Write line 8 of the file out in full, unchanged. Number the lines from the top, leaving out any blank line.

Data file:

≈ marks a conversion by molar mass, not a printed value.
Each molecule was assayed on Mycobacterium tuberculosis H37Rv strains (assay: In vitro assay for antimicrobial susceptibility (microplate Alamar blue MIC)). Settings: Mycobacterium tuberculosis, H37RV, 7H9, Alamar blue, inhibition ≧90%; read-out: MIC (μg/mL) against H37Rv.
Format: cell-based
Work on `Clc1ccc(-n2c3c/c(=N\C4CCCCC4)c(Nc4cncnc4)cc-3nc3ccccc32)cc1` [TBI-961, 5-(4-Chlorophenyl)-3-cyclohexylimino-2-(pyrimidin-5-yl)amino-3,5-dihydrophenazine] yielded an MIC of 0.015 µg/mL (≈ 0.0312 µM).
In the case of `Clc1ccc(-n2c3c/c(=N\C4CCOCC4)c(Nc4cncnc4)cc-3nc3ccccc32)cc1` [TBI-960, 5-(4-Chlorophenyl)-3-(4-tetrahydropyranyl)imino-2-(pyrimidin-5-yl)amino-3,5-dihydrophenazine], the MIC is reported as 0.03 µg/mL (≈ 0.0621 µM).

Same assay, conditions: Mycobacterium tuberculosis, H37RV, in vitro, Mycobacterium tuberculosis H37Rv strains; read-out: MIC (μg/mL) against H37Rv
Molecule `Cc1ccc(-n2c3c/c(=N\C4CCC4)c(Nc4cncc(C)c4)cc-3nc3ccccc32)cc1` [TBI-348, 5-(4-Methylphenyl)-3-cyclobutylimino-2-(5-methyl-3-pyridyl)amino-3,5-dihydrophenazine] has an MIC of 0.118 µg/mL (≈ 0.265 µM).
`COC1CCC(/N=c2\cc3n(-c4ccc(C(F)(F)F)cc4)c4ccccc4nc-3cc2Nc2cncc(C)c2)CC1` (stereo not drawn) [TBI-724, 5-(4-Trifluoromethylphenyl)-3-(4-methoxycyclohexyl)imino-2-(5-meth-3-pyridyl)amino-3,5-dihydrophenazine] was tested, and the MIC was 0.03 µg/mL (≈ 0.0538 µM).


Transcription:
`COC1CCC(/N=c2\cc3n(-c4ccc(C(F)(F)F)cc4)c4ccccc4nc-3cc2Nc2cncc(C)c2)CC1` (stereo not drawn) [TBI-724, 5-(4-Trifluoromethylphenyl)-3-(4-methoxycyclohexyl)imino-2-(5-meth-3-pyridyl)amino-3,5-dihydrophenazine] was tested, and the MIC was 0.03 µg/mL (≈ 0.0538 µM).